Frances McDormand has said that the actor on which she modeled her performance in writer-director Martin McDonagh’s “Three Billboards Outside Ebbing, Missouri” is John Wayne. There’s no reason to disbelieve her. She has often been cast as hardened women but, as Mildred Hayes, she’s positively flinty.
Mildred is the mother of a teenage girl in Ebbing, Mo., who was raped and murdered seven months before the movie begins. The crime remains unsolved, and Mildred resorts to desperate measures, believing the local police, including its beloved sheriff, Bill Willoughby (Woody Harrelson), are incompetent. On three abandoned billboards on a country road she plasters three messages: “Still No Arrests?,” “How Come, Chief Willoughby?,” and “Raped While Dying.”
What we soon come to realize is that Willoughby is a good man gnawed by his failure to catch the killer. He also has been diagnosed with terminal cancer, which the whole town, including Mildred, seems to know about. She doesn’t care. About the billboards, she says to him, “They won’t be as effective after you croak.”
McDonagh (whose previous films are “In Bruges” and “Seven Psychopaths”) likes to people his movies with oddballs and then ping them against each other to see how they react. He has a gift for colorful characterizations, but too often in “Three Billboards,” as was also true of his other movies, the collisions between people exist only to set off sparks. Scene by scene, the movie is compelling, but the scenes don’t fit together especially well. He may not care. Like Kenneth Lonergan (“Manchester by the Sea”) but less eloquent, he’s a grab bag kind of guy: comedy, drama, slapstick, horror – it’s all part of the same stew. Normally I enjoy this sort of mélange, which is actually closer to the tonal range of our lives. But in “Three Billboards,” McDonagh opportunistically reaches for whatever works dramatically in the moment.
Officer Jason Dixon (Sam Rockwell) best illustrates this syndrome. He is portrayed as a goofball screw-up who at the same time carries a vicious racist streak. We are clued in that he will eventually seek redemption. The deepest and scariest implications of such a man are skimped on in favor of the kind of nutty frivolity that Rockwell knows all too well how to play.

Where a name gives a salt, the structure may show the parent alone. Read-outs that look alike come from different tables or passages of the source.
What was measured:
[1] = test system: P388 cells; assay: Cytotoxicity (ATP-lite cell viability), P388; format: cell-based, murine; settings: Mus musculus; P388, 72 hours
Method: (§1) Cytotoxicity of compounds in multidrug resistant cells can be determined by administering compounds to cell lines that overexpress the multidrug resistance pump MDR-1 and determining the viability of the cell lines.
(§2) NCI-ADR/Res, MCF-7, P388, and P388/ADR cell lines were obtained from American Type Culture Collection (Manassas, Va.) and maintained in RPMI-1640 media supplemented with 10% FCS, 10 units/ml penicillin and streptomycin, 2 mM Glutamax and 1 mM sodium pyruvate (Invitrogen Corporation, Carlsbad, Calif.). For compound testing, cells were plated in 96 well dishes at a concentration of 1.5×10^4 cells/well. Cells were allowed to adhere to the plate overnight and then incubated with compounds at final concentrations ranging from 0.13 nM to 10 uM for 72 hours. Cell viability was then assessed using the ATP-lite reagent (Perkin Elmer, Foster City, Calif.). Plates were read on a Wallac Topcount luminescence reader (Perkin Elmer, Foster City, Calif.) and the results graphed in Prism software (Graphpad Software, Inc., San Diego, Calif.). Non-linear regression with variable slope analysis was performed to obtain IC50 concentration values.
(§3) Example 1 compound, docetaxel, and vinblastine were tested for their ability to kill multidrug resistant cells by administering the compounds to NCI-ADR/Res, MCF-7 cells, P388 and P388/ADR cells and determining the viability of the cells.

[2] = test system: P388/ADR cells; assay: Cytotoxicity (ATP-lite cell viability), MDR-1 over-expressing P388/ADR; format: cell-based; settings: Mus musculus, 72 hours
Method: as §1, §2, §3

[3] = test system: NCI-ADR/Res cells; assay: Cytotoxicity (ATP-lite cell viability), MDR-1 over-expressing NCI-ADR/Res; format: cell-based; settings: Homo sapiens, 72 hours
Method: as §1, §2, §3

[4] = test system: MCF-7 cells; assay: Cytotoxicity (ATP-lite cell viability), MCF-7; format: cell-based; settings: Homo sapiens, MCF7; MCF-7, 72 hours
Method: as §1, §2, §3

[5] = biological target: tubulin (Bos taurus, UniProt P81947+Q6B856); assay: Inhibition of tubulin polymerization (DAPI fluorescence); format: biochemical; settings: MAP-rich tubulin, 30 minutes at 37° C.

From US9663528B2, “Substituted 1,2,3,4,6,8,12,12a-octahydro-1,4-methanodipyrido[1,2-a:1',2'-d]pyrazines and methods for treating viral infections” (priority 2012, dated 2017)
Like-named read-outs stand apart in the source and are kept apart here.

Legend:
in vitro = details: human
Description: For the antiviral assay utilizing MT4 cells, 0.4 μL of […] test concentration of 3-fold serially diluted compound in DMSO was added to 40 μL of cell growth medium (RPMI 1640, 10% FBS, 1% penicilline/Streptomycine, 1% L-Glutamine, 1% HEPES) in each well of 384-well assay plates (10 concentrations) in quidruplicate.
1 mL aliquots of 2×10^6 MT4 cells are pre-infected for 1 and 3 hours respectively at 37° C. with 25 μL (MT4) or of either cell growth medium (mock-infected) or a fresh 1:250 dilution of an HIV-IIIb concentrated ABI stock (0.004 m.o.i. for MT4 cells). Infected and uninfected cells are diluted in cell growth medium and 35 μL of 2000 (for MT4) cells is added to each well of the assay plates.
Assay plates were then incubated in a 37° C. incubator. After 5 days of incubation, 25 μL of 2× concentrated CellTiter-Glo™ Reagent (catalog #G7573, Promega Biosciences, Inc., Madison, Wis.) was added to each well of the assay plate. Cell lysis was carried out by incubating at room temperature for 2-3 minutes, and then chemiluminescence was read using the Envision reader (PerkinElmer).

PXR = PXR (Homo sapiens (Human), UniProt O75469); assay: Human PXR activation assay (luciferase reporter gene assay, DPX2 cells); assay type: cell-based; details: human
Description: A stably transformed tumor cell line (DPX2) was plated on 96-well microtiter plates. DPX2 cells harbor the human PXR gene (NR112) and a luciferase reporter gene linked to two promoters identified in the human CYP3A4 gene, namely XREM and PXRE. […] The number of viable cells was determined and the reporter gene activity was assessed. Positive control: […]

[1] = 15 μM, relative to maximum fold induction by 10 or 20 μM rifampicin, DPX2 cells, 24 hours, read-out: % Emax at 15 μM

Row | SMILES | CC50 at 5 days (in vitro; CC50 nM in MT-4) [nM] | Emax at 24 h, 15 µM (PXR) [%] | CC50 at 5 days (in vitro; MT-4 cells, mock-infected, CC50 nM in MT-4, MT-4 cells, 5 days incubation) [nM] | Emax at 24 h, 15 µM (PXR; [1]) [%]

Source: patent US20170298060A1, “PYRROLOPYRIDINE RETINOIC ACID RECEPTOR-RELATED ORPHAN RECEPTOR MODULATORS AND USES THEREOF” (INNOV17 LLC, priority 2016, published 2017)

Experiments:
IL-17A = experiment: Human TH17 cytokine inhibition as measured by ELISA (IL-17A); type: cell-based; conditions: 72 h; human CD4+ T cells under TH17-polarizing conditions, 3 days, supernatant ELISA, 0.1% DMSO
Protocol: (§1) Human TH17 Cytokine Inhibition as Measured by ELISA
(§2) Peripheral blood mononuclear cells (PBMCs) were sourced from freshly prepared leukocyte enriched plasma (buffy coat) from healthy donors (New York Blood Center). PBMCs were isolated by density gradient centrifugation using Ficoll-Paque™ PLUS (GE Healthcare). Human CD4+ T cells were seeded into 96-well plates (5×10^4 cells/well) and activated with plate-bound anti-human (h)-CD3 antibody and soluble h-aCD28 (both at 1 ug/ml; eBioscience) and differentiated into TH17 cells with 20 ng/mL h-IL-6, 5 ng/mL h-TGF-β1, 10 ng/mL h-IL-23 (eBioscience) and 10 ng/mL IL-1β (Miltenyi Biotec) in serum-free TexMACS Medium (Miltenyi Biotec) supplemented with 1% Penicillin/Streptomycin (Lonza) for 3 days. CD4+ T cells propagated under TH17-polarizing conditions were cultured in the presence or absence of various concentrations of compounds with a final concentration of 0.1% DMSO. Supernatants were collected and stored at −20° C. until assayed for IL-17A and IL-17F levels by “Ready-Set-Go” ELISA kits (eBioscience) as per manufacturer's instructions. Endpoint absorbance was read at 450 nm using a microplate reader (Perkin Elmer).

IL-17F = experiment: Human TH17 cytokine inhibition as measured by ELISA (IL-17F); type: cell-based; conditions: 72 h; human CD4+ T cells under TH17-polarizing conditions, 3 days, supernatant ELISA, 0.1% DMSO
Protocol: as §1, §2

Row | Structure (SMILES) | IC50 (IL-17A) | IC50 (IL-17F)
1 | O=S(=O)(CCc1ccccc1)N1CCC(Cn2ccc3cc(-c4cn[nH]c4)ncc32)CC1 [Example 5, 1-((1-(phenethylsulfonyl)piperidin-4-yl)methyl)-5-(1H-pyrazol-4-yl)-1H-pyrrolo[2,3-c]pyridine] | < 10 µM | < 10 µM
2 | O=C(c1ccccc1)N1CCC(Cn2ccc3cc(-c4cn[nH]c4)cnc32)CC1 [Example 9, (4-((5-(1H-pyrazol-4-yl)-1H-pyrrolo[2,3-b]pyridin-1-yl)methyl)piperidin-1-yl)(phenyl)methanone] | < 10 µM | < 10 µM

McDonagh is also too obvious at carpentering his plot points, such as they are. The most blatant example is a flashback in which Mildred’s daughter (Kathryn Newton) rails at her mother for not letting her have the car and then storms out of the house saying, “I hope I get raped on the way.” This is also meant to set up Mildred’s guilt, but McDormand is a bit too spartan and sealed off in the role. Her steeliness doesn’t have enough emotional levels.
I realize we’re supposed to recognize Mildred’s hardness, and harshness, as a protective coating to her pain, but the ways in which McDonagh shows us her “vulnerable” side are mostly prosaic, like the scene in which she talks to a stray deer in an open field and imagines for a moment that the deer might be her daughter reincarnated. (The deer looks so much like a CGI creation that McDonagh might just as well have given us Bambi.) Her strongest scene is an obvious crowd-pleaser, perhaps too obvious. Visited at home by the local priest (Nick Searcy), who wants her to tamp down her wild ways, she excoriates, as if she were delivering a foul-mouthed aria, his holier-than-thou hypocrisy.
The most interesting character in the movie for me is not Mildred, with her desire for retribution, but Willoughby, and that’s largely because Harrelson is so moving in the part. He has been for some time now one of the best and most versatile modern actors (he’s the only good thing in “LBJ”). In “Three Billboards,” he can be as folksy as Sheriff Andy on the “The Andy Griffith Show,” but there is a deftly underplayed rue about him.
I would have much preferred a movie centering on Willoughby. Mildred’s mania for vengeance, which is essentially her mania for justice, too often comes across as shtick – “Death Wish” with a folksy, small-town twirl. Grade: B- (Rated R for violence, language throughout, and some sexual references.)